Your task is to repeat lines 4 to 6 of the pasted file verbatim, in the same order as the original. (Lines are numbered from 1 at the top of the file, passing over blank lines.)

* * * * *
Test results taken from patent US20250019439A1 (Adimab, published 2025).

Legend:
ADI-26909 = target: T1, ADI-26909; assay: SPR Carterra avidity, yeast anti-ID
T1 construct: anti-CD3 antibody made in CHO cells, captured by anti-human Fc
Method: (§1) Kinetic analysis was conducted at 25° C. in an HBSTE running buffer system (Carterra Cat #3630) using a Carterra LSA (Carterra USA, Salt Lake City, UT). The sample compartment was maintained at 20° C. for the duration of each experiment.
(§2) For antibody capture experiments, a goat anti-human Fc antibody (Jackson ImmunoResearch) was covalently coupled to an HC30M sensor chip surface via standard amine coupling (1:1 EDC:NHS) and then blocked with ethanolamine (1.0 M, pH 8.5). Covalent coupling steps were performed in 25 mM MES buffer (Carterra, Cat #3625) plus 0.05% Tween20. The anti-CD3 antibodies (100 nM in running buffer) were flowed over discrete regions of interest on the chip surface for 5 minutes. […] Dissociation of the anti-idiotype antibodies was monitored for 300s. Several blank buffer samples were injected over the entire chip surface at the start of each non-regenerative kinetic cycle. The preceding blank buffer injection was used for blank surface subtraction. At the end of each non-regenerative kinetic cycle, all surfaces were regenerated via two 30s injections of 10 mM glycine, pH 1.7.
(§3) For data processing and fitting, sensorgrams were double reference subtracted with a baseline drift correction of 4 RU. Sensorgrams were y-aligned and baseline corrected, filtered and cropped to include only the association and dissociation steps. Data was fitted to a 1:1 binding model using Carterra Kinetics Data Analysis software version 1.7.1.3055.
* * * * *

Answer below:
T1 construct: anti-CD3 antibody made in CHO cells, captured by anti-human Fc
Method: (§1) Kinetic analysis was conducted at 25° C. in an HBSTE running buffer system (Carterra Cat #3630) using a Carterra LSA (Carterra USA, Salt Lake City, UT). The sample compartment was maintained at 20° C. for the duration of each experiment.
(§2) For antibody capture experiments, a goat anti-human Fc antibody (Jackson ImmunoResearch) was covalently coupled to an HC30M sensor chip surface via standard amine coupling (1:1 EDC:NHS) and then blocked with ethanolamine (1.0 M, pH 8.5). Covalent coupling steps were performed in 25 mM MES buffer (Carterra, Cat #3625) plus 0.05% Tween20. The anti-CD3 antibodies (100 nM in running buffer) were flowed over discrete regions of interest on the chip surface for 5 minutes. […] Dissociation of the anti-idiotype antibodies was monitored for 300s. Several blank buffer samples were injected over the entire chip surface at the start of each non-regenerative kinetic cycle. The preceding blank buffer injection was used for blank surface subtraction. At the end of each non-regenerative kinetic cycle, all surfaces were regenerated via two 30s injections of 10 mM glycine, pH 1.7.